Airmail Journal #4

Timestamp Concerns

As stated in my previous post, I'm using update timestamps to provide granular conflict resolution. Every time an object is changed on the device, the timestamp of that change is logged and sent to the server as part of the change. So if two users change the name of a single Envelope before a sync occurs, the server resolves to use the newest of the two names.

As I've discovered to my pain previously: some people don't pay much attention to whether the clock on their device is set correctly, which would cause a lot of problems to this approach for conflict resolution. There are many potential solutions to a problem like this, but I've decided to do something simple.

I'm using Express.js to serve the API, so I've added a middleware step that checks a custom timestamp header on the request. If that header is more than 5 minutes off (or missing) it is considered an error.

function checkClientTimestampHeader(request, response, next) {
    var clientTimestamp = request.headers["x-airmail-client-timestamp"];
    if (!clientTimestamp) {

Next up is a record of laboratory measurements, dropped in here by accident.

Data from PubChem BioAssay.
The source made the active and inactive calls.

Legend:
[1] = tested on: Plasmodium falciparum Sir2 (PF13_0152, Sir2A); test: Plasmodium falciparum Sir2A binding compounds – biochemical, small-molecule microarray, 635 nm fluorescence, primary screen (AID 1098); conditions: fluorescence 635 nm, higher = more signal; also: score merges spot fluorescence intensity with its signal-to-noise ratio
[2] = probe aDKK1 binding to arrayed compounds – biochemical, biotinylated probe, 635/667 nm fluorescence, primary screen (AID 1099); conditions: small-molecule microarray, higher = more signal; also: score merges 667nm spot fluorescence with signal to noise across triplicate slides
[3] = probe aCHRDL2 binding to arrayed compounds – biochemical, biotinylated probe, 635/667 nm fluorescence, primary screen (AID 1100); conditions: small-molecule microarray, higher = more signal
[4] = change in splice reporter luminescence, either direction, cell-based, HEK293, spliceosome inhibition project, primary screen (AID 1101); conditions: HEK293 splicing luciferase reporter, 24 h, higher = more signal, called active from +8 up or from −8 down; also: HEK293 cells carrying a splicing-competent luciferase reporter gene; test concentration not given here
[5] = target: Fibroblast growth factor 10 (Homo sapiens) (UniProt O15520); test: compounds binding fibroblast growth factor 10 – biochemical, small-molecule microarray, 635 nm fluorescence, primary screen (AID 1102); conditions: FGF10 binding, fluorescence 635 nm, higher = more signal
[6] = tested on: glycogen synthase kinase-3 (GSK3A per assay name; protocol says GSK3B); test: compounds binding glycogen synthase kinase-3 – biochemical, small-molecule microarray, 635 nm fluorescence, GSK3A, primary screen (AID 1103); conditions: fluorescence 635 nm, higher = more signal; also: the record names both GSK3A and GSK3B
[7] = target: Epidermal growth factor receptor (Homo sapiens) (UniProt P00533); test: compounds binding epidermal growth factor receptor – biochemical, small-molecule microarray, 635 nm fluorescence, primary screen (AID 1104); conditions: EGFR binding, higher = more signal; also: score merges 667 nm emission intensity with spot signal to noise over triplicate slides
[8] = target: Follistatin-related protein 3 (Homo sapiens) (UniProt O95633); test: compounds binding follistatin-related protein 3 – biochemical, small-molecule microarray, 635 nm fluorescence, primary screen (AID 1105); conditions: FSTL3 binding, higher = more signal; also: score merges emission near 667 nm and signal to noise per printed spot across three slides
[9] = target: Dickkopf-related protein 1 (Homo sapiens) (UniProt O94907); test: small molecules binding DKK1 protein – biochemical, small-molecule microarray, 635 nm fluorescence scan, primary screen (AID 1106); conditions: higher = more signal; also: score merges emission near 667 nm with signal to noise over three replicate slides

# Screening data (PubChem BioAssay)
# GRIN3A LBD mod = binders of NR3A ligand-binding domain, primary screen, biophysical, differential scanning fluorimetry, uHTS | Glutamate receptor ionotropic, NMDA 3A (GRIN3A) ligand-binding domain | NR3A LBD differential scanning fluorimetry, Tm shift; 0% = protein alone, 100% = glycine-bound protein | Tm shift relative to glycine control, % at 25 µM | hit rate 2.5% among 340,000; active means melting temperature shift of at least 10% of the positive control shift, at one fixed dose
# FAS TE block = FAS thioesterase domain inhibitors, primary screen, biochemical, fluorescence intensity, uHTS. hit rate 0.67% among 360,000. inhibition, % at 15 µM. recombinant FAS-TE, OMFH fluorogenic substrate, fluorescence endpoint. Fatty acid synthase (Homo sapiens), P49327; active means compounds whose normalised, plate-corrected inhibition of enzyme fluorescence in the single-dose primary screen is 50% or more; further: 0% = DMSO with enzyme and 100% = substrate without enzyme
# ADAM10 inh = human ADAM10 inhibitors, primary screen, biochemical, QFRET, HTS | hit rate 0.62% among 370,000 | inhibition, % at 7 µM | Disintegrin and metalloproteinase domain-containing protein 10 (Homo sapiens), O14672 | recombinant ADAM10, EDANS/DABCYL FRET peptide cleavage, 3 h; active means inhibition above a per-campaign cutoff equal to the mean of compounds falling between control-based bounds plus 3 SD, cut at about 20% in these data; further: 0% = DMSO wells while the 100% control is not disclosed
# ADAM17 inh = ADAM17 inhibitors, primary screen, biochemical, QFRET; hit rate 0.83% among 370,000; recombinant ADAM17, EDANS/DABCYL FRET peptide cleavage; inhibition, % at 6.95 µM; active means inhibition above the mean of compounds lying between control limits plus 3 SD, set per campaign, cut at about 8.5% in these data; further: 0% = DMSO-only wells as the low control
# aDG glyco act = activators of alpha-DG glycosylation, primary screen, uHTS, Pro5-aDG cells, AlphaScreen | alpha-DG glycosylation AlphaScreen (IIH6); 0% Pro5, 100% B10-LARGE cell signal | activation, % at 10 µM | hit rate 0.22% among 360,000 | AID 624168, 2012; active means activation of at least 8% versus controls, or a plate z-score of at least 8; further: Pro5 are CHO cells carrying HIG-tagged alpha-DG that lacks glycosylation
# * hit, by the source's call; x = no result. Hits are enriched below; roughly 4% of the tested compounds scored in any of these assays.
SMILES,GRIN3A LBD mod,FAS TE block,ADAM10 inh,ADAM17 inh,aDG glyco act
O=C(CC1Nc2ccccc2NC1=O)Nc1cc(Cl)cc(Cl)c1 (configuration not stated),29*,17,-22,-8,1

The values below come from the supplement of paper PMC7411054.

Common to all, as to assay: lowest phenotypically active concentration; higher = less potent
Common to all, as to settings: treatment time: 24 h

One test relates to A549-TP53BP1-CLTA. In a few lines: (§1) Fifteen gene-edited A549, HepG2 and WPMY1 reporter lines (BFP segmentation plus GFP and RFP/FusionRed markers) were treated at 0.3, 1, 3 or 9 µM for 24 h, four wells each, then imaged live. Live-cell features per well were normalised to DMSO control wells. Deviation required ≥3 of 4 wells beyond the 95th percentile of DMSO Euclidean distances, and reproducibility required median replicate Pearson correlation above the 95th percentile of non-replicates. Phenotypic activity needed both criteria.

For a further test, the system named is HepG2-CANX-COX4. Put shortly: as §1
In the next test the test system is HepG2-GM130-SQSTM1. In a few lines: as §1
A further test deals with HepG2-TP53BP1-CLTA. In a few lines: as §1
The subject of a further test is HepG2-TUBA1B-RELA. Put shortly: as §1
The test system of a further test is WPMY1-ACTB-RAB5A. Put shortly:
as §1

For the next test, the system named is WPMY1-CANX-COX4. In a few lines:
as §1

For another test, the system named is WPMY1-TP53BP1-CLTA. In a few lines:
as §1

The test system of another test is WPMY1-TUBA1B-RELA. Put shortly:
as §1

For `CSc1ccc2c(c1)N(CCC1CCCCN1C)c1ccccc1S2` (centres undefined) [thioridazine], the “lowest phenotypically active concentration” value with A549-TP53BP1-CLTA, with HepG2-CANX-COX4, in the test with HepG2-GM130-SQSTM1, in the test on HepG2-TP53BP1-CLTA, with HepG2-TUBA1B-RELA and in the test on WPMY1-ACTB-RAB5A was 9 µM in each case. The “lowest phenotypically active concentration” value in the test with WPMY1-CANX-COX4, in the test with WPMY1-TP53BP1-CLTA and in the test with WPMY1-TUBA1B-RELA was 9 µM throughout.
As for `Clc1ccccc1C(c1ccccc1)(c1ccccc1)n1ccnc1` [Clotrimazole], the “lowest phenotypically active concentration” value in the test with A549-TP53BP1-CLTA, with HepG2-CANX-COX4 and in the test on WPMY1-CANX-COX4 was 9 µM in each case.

// respond with error
    }
    else {
        var currentTimestamp = Math.round(Date.now() / 1000);
        var difference = Math.abs(currentTimestamp - clientTimestamp);
        if (difference > 300) {
            // respond with error
        }
        else {
            next();
        }
    }
}

I intend to have the device modify its timestamps based on the timestamp from the last request made to the server. The logic will be similar: if the device's current time was more than 5 minutes off after the last request, use the difference to adjust timestamps that are being logged. The response error is only for extreme circumstances where something actual goes wrong on the client. Plus, it gives me a chance to use 418 I'm a teapot, because it's hilarious (and I couldn't find anything more suitable but specific enough).

While we're on the subject of timestamps, can everyone just stop using strings to represent dates unless they're being shown to a user? Parsing date strings is a massive performance overhead.